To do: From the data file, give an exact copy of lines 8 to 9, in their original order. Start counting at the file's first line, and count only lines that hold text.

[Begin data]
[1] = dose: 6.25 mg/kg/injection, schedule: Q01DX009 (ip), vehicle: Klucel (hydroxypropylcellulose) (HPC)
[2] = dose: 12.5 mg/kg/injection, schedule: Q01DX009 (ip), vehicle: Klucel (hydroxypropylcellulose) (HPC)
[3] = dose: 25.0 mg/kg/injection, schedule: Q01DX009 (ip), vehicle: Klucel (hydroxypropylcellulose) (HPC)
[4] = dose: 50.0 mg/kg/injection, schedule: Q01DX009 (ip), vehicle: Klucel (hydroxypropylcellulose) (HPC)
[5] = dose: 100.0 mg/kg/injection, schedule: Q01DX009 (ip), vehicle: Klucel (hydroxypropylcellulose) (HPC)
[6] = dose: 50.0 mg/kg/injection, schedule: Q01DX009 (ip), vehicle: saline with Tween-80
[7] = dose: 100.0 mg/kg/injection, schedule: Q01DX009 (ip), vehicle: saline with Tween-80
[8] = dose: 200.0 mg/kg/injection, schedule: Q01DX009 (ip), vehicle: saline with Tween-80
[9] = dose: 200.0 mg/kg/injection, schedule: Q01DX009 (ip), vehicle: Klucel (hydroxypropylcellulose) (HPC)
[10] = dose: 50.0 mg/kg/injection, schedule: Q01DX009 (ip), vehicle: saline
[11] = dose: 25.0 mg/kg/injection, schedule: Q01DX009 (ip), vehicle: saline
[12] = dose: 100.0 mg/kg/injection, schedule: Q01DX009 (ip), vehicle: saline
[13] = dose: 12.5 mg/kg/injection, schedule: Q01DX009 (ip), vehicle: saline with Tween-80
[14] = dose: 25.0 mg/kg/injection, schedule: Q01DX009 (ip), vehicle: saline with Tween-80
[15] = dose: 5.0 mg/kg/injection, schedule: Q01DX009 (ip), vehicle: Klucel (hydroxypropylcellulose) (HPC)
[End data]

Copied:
[8] = dose: 200.0 mg/kg/injection, schedule: Q01DX009 (ip), vehicle: saline with Tween-80
[9] = dose: 200.0 mg/kg/injection, schedule: Q01DX009 (ip), vehicle: Klucel (hydroxypropylcellulose) (HPC)